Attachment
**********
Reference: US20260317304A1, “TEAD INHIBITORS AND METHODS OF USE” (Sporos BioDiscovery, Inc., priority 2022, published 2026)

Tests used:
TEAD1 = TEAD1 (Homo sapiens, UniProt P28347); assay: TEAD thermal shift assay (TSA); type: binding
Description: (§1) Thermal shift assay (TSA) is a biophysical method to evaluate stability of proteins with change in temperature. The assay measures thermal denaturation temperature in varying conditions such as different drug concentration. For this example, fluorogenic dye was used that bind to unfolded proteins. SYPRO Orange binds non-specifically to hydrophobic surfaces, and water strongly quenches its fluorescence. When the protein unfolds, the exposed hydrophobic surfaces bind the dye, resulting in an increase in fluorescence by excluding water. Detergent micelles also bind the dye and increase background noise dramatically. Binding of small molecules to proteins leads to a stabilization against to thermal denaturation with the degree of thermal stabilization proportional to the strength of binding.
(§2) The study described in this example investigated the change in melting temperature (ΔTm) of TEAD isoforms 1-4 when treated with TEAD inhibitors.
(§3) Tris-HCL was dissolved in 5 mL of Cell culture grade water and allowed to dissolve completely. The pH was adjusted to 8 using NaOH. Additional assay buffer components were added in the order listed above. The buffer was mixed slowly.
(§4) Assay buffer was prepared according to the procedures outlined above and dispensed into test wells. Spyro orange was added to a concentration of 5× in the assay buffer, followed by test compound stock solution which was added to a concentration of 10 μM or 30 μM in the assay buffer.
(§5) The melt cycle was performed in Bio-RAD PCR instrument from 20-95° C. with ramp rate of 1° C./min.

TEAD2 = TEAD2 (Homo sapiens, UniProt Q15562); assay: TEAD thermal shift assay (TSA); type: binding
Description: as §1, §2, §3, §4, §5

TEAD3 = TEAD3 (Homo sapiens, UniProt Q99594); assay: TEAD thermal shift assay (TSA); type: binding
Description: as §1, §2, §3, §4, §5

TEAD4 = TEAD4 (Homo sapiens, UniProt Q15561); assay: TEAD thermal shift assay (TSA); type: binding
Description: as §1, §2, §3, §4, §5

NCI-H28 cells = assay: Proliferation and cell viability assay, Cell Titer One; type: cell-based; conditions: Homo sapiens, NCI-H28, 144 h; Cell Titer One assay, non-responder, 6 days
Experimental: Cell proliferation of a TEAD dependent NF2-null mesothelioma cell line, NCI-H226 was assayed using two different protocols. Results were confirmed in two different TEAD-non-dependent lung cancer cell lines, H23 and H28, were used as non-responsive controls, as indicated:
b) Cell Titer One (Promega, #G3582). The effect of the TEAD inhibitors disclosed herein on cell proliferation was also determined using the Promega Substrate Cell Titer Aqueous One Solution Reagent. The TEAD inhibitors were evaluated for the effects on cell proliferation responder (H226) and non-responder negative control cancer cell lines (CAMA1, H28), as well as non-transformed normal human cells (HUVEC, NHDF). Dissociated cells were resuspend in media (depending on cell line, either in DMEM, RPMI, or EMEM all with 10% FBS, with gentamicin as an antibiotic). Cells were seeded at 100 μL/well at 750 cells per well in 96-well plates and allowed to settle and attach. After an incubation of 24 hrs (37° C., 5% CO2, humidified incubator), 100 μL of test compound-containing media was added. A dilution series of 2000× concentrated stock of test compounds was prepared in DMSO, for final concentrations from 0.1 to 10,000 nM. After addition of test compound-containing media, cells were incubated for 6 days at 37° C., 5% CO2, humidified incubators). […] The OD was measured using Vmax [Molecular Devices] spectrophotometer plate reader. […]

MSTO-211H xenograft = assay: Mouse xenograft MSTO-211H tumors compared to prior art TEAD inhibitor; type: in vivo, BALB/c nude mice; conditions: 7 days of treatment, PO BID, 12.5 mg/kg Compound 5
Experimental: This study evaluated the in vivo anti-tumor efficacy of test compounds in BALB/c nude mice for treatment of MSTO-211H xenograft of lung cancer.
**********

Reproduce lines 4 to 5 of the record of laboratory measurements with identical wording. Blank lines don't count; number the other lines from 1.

Description: (§1) Thermal shift assay (TSA) is a biophysical method to evaluate stability of proteins with change in temperature. The assay measures thermal denaturation temperature in varying conditions such as different drug concentration. For this example, fluorogenic dye was used that bind to unfolded proteins. SYPRO Orange binds non-specifically to hydrophobic surfaces, and water strongly quenches its fluorescence. When the protein unfolds, the exposed hydrophobic surfaces bind the dye, resulting in an increase in fluorescence by excluding water. Detergent micelles also bind the dye and increase background noise dramatically. Binding of small molecules to proteins leads to a stabilization against to thermal denaturation with the degree of thermal stabilization proportional to the strength of binding.
(§2) The study described in this example investigated the change in melting temperature (ΔTm) of TEAD isoforms 1-4 when treated with TEAD inhibitors.